Haputale is incredible. The whole town is balanced precariously on a mountain ridge. We found some reasonably priced accommodation on a building site staffed by a borderline-rude manager (see curse of the lonely planet!), ate mountains of rice and curry, ejected the world’s shrillest cricket from under our bed and then slept like logs.

Picture - view form our guesthouse in haputale
View from our otherwise rubbish guesthouse in Haputale

The next morning we set off to Ella, which was thankfully exactly the ride we needed – gorgeous views, lovely smooth road, and almost entirely downhill!

The Lonely Planet Guide (2009) describes the ‘leisurely’ village of Ella as having ‘the Hill country’s best value guest houses’. So, under the rules of The Curse of The Lonely Planet, it was one of the most expensive places we’ve stayed. Eventually we found a room with half a view (if you leaned a bit) which after extensive negotiations cost us Rs1700 (£9.50) per night including Sri Lankan breakfast – not bad.

The next room was soon occupied by an Englishman called Richard,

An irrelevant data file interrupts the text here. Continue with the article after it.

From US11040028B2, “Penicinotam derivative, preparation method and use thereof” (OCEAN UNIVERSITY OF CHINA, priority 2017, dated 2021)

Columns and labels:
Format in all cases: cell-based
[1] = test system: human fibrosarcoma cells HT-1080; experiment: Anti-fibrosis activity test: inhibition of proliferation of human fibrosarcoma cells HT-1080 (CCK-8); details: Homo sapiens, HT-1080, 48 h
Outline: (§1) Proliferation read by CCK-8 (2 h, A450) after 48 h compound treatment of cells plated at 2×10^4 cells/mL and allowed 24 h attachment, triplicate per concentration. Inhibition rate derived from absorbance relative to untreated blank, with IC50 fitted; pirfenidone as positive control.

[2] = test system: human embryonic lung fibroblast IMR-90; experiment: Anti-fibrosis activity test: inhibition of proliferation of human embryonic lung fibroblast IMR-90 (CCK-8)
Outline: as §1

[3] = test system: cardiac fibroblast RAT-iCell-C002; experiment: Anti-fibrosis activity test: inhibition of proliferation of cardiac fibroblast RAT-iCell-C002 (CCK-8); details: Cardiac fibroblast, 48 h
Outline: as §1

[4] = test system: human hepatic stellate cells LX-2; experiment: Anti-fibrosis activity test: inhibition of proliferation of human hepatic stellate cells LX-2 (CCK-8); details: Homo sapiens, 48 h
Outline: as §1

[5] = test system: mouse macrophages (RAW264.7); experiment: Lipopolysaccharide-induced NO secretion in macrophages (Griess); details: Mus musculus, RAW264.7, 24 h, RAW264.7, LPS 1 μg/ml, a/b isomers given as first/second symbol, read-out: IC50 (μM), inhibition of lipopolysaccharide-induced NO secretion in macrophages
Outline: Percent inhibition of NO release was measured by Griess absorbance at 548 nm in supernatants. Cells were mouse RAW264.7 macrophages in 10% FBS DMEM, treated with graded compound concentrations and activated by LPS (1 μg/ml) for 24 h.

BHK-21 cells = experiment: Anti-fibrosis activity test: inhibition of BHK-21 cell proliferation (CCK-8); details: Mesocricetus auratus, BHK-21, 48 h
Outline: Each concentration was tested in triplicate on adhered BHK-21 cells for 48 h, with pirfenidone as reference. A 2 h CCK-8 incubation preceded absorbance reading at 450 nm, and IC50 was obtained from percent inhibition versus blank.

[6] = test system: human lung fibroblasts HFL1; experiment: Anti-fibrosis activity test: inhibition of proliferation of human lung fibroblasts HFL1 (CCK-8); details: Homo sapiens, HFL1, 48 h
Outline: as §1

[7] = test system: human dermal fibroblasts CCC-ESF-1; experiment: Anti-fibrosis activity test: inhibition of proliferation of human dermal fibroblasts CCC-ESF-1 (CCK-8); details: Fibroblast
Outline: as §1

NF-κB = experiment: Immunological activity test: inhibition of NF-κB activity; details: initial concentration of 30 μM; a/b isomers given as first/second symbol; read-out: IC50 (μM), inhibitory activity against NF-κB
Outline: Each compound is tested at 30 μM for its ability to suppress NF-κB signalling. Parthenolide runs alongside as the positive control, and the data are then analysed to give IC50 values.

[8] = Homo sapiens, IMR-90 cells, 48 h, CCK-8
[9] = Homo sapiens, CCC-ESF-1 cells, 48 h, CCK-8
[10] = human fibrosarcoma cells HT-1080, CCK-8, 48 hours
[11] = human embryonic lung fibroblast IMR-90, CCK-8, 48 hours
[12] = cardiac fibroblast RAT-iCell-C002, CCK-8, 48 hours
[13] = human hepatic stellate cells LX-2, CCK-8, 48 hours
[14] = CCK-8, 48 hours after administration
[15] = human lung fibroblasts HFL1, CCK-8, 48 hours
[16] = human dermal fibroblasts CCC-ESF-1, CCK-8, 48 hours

Picture - Paddy fields over Ella
Paddy fields above Ella
who despite an unhealthy pre-occupation with running and cricket turned out to be a thoroughly decent bloke, at least until he pointed out that the Indian visa system doesn’t allow a tourist to re-enter the country until they 60 days after they have left it. Why a problem? Because Linds has found a job that she really wants for when we get back, and if she’s called to interview she’ll have to go home, and won’t be allowed back into India, which is where we’re due to be in a week’s time. Bums. After careful consideration of the many un-ideal options available to us, we decided that the least expensive and most agreeable is for us to apply to extend our Sri Lanka visas for another 4 weeks, change our flights to suit, and hope that Linds has been home, aced an interview and returned by then! We drank Arrack (local palm based whisky) with Richard to celebrate the fine decision-making, and went for dinner in what appeared to be someone’s garden. Delicious.

We then had four relatively boring days of travelling back to Negombo / Colombo to complete the admin side of sorting the visas / flights, and then returned to Kandy to collect our now ridiculously premature Indian visas. We now have 3 ½ weeks to kill in Sri Lanka. We hope to get to the amazing Siguriya rock and the surrounding ancient monuments, do a few days in a meditation retreat, and possibly try and learn to surf somewhere. Watch this space! I’ll try and keep it shorter next time…